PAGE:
Alanis Morissette, “You Oughta Know,” 1995, dir. Nick Egan.
Released in 1995, Alanis Morissette’s album Jagged Little Pill was a cultural earthquake. One of the singles from the album, “You Oughta Know,” was an aggressive, hard-rock song portraying Morissette as a vindictive and scorned ex. In the song, Morissette is bold and unapologetic, calling out her ex-boyfriend for his mistreatment of her and the fallout of their breakup. She asserts herself and does it bravely, defying the conventional stereotype that women are weak and passive figures. The song is notable for the raw emotion that Morissette expresses. Unlike other female artists of the time that had feminine, gentle voices and sang melodic ballads, Morissette’s voice broke the mold. Her voice was unique and unpolished, full of energy and sincerity that more resembled bands such as Nirvana than traditional female singers. (Zaleksi).
“You Oughta Know” was Morissette’s ballad that spoke out about and fought back against sexism and societal oppression. Instead of being portrayed as the passive scorned ex-girlfriend, Morissette unabashedly called out her ex, and men in general, “and I’m here, to remind you of the mess you left when you went away. It’s not fair, to deny me of the cross I bear that you gave to me.” Instead of letting her ex-boyfriend get away with his actions, Morissette openly admits that she was broken after their breakup, however, her boyfriend did not care. Throughout the song, Morissette wonders how important she was to her ex. Questioning how women are often treated as insignificant to men, Morissette sings “cause the joke that you laid in the bed that was me and I’m not gonna fade as soon as you close your eyes, and you know it.” Morissette makes it clear that she will not allow her ex-boyfriend to make a joke out of her, rather she will hold him accountable for what he has done. Rebelling against the stereotype of women as weak and passive, Morissette proves that women can be assertive and powerful, giving women a loud and proud voice.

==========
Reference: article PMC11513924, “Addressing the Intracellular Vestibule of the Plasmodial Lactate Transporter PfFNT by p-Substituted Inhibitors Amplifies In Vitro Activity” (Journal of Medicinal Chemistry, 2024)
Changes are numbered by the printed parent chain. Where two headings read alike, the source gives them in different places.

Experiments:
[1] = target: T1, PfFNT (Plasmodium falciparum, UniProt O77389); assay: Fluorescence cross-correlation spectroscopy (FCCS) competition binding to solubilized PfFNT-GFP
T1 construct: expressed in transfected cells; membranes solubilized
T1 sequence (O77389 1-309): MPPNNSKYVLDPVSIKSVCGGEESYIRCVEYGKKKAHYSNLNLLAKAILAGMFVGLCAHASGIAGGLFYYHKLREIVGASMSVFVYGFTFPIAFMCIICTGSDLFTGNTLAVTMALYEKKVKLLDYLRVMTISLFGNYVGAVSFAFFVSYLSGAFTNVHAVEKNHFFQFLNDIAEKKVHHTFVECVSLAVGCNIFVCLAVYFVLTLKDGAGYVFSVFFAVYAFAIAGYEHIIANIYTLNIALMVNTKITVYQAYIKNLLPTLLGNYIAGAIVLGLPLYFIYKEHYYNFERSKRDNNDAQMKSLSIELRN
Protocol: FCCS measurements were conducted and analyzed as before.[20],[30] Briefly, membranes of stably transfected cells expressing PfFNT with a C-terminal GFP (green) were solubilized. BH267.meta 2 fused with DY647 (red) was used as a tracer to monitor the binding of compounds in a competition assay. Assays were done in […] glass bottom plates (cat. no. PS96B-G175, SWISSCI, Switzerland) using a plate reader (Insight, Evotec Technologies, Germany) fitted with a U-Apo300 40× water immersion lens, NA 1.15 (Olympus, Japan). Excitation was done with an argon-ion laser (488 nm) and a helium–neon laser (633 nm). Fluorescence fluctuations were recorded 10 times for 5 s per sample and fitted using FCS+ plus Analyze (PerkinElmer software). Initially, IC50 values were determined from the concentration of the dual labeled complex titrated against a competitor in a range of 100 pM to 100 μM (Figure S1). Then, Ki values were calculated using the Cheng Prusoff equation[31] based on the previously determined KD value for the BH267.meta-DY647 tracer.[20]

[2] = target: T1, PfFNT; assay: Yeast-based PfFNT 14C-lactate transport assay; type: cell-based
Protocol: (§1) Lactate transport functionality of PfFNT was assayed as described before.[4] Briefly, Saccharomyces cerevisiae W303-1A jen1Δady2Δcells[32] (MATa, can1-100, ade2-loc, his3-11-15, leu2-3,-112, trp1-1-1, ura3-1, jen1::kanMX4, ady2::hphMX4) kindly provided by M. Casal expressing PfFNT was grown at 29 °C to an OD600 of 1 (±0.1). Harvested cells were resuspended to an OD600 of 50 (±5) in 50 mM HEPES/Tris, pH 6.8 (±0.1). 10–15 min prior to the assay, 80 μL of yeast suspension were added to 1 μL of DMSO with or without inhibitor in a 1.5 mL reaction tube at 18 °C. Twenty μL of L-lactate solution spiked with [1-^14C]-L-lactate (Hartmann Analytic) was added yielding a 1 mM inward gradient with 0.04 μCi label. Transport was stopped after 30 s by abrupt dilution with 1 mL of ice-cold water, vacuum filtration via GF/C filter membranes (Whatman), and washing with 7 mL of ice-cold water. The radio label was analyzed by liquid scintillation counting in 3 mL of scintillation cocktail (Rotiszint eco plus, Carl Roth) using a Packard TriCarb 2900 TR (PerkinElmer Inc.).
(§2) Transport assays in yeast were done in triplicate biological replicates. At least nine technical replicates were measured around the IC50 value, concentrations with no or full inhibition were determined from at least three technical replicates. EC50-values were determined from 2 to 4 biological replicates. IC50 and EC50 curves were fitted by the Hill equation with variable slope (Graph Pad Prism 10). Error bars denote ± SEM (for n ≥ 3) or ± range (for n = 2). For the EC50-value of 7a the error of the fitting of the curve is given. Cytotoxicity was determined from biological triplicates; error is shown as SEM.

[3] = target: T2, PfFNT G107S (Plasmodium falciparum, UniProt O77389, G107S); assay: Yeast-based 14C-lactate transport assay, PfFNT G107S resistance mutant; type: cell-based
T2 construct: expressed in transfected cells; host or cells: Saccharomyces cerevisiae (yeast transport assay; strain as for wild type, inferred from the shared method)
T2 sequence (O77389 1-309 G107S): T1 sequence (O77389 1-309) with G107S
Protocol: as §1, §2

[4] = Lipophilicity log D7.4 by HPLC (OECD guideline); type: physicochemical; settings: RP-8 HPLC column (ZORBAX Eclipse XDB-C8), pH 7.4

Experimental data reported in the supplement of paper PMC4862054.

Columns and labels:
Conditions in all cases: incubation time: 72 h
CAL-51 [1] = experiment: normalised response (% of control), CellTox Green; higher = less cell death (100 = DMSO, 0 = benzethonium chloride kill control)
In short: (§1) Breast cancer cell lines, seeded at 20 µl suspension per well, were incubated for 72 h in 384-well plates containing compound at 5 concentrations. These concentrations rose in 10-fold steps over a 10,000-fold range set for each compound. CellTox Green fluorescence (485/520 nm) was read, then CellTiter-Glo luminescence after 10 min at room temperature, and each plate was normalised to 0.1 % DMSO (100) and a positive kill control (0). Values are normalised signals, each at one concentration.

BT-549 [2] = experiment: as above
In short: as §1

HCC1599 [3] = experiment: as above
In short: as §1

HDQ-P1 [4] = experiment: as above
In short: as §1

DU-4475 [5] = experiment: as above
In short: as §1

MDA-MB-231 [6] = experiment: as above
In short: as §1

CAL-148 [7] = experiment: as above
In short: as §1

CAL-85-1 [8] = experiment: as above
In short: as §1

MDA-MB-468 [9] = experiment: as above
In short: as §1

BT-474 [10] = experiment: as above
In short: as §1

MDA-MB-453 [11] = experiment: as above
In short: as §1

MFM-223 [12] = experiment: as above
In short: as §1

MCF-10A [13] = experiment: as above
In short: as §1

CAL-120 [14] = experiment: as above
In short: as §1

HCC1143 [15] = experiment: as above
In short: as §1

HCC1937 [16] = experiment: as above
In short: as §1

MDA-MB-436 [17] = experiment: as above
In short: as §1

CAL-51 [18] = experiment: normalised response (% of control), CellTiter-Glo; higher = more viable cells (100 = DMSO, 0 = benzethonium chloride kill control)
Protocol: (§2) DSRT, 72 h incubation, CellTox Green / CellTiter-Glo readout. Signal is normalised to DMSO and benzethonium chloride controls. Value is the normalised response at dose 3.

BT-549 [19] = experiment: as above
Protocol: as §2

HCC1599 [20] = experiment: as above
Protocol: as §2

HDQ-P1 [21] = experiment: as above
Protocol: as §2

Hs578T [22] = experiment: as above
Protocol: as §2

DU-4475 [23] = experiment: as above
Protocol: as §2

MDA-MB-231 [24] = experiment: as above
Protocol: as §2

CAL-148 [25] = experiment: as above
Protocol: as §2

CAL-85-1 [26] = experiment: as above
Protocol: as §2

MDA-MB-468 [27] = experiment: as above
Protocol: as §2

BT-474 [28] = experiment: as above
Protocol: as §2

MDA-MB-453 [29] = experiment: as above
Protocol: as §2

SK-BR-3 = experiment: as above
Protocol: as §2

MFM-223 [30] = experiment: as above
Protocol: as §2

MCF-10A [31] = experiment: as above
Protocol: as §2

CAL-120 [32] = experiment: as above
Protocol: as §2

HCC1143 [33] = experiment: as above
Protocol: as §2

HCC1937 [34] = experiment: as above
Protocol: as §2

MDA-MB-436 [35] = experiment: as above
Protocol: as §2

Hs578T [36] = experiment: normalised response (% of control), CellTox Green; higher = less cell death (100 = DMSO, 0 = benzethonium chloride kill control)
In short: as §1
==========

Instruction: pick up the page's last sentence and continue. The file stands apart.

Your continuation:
Additionally, Morissette is unapologetically in control of her sexuality. Throughout the song there are several sexual explicit lines, “is she perverted like me? Would she go down on you in a theater?”. In opposition to the idea that women are non-sexual beings, Morissette unashamedly takes control of her sexuality and owns it. “You Oughta Know” demonstrates that women, like men, have sexual desires and needs, tearing down the sexual constraints placed on women at the time. Instead of being sexualized by men, Morissette, like other feminist artists of the time, took control of her sexual agency and proved that women were not the virginal figures they were perceived to be.
“In Praise of ‘90s Feminism That Was Before Its Time,” Huffington Post, 17 May 2015.
Wald, Gayle, “Just a Girl? Rock Music, Feminism, and the Cultural Construction of Female Youth,” Signs, vol. 23, no. 3, 1998, pp. 585–610.
Walker, Rebecca, Becoming the Third Wave,” Ms. Magazine, Jan. 1992, pp. 39-41.
Zaleski, Annie, “Alanis Morissette’s Jagged Little Pill was a Powerful, DIY Feminist Statement,” AV Club, 5 May 2015.